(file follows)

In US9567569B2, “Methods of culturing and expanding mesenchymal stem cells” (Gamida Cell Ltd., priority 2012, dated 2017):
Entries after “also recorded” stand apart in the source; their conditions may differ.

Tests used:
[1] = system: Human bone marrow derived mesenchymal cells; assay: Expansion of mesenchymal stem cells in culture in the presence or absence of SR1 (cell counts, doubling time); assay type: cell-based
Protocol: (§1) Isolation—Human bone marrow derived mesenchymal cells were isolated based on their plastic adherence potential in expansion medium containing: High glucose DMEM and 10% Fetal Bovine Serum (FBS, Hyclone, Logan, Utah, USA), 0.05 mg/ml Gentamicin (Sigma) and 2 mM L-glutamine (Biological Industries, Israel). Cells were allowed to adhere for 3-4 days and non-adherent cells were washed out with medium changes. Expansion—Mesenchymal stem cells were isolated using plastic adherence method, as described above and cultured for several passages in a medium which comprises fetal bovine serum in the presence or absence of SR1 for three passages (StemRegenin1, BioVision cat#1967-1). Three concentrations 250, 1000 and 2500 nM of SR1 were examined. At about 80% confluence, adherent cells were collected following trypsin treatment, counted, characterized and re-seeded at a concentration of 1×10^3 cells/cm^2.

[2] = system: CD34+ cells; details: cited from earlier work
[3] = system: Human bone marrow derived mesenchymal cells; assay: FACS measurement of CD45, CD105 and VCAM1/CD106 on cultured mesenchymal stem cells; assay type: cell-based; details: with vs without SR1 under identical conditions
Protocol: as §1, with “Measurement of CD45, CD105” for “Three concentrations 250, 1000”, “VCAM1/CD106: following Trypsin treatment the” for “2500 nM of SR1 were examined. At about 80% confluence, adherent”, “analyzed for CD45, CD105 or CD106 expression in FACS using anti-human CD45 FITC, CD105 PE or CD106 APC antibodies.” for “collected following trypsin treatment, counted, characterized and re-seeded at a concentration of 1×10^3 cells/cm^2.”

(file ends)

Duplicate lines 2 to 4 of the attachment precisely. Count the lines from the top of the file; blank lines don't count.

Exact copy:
Entries after “also recorded” stand apart in the source; their conditions may differ.

Tests used:
[1] = system: Human bone marrow derived mesenchymal cells; assay: Expansion of mesenchymal stem cells in culture in the presence or absence of SR1 (cell counts, doubling time); assay type: cell-based